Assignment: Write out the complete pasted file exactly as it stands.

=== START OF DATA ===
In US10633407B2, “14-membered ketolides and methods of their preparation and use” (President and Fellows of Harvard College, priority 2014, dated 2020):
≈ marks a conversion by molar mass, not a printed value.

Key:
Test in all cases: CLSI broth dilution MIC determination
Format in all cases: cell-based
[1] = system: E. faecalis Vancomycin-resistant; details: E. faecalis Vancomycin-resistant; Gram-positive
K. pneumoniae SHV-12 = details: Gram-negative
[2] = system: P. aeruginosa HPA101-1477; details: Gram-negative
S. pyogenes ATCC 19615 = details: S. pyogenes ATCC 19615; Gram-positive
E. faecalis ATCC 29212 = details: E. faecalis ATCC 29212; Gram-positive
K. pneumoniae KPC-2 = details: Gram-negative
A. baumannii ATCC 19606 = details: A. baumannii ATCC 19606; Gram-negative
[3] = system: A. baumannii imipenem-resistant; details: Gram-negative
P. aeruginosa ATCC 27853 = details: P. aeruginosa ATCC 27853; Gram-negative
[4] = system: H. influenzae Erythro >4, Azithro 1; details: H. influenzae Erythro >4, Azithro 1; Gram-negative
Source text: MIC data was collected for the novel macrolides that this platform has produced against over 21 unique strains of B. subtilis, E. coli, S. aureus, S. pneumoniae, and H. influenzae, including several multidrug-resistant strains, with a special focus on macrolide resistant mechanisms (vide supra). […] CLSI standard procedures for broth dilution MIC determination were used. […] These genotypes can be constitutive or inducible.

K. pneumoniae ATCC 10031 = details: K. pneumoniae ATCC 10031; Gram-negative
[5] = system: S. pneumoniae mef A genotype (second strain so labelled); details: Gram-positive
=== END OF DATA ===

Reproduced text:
In US10633407B2, “14-membered ketolides and methods of their preparation and use” (President and Fellows of Harvard College, priority 2014, dated 2020):
≈ marks a conversion by molar mass, not a printed value.

Key:
Test in all cases: CLSI broth dilution MIC determination
Format in all cases: cell-based
[1] = system: E. faecalis Vancomycin-resistant; details: E. faecalis Vancomycin-resistant; Gram-positive
K. pneumoniae SHV-12 = details: Gram-negative
[2] = system: P. aeruginosa HPA101-1477; details: Gram-negative
S. pyogenes ATCC 19615 = details: S. pyogenes ATCC 19615; Gram-positive
E. faecalis ATCC 29212 = details: E. faecalis ATCC 29212; Gram-positive
K. pneumoniae KPC-2 = details: Gram-negative
A. baumannii ATCC 19606 = details: A. baumannii ATCC 19606; Gram-negative
[3] = system: A. baumannii imipenem-resistant; details: Gram-negative
P. aeruginosa ATCC 27853 = details: P. aeruginosa ATCC 27853; Gram-negative
[4] = system: H. influenzae Erythro >4, Azithro 1; details: H. influenzae Erythro >4, Azithro 1; Gram-negative
Source text: MIC data was collected for the novel macrolides that this platform has produced against over 21 unique strains of B. subtilis, E. coli, S. aureus, S. pneumoniae, and H. influenzae, including several multidrug-resistant strains, with a special focus on macrolide resistant mechanisms (vide supra). […] CLSI standard procedures for broth dilution MIC determination were used. […] These genotypes can be constitutive or inducible.

K. pneumoniae ATCC 10031 = details: K. pneumoniae ATCC 10031; Gram-negative
[5] = system: S. pneumoniae mef A genotype (second strain so labelled); details: Gram-positive